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George Tyssen Butler, a documentary filmmaker best known for co-directing the 1977 feature “Pumping Iron,” died on Oct. 21 of pneumonia at his home in New Hampshire. He was 78 years old.

Butler’s death was confirmed to Variety by his longtime companion Caroline Alexander.

Butler was born in England in 1943 and grew up in Somalia and Jamaica. He graduated from the Groton School in Massachusetts before earning a bachelor’s degree in English at the University of North Carolina and a master’s in creative writing from Hollins College. Butler became involved in the world of bodybuilding in the early 1970s by photographing competitions for Life magazine and The Village Voice.

Collaborating with author Charles Gaines, the pair penned a book about the culture of bodybuilding. The success of “Pumping Iron: The Art and Sport of Bodybuilding” led to the making of the documentary “Pumping Iron,” for which Butler and Gaines wrote the script. Butler also co-directed the film with Robert Fiore.

Centering on the 1975 Mr. Olympia competition, “Pumping Iron” was a landmark look into the world of bodybuilding and launched the film career of Arnold Schwarzenegger, helping make the five-time Mr. Universe winner a household name. “The Incredible Hulk” star Lou Ferrigno is also a subject in the documentary. Butler helmed “Pumping Iron II: The Women,” a follow-up focusing on female bodybuilding, in 1985.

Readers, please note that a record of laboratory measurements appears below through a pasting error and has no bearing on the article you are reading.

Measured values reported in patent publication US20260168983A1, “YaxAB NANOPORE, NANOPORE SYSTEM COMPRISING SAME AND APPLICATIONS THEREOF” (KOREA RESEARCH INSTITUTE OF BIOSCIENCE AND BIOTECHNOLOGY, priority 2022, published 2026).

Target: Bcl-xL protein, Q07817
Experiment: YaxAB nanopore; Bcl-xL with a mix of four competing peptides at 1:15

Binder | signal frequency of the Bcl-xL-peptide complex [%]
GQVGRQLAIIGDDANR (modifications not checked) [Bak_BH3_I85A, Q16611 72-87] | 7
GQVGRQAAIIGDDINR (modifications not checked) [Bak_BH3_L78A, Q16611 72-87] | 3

“‘Pumping Iron,’ the book and the movie, drew the general public in to our strange little niche sport and brought fitness – and this Austrian with an unpronounceable name and a funny accent – to the masses,” Schwarzenegger wrote in a statement on Twitter. “I was saddened to hear of George’s passing. He was such a talent, he had a fantastic eye and he was a force for the sport of bodybuilding and the fitness crusade.”

Butler also established his own film company, White Mountain Films, in 1972, and produced many documentaries over the years focusing on a variety of subjects. He directed the 2004 documentary “Going Upriver,” focusing on his friend and then-presidential candidate John Kerry. Most recently, he served as producer and director of “Tiger Tiger,” an IMAX documentary that follows the late big-cat conservationist Alan Rabinowitz, set to be released next year. Butler worked on the film with his friend and collaborator, Frank Marshall.

In addition to filmmaking, Butler was a lifelong photographer whose subjects included inner city Detroit, Jamaica and personalities such as Kerry and Schwarzenegger. He was also a dedicated conservationist and woodsman, directing and producing ecologically-minded docs such as “The Lord God Bird” and “In the Blood.”

Butler is survived by Alexander, his two sons, his six grandchildren and his brother, Richard.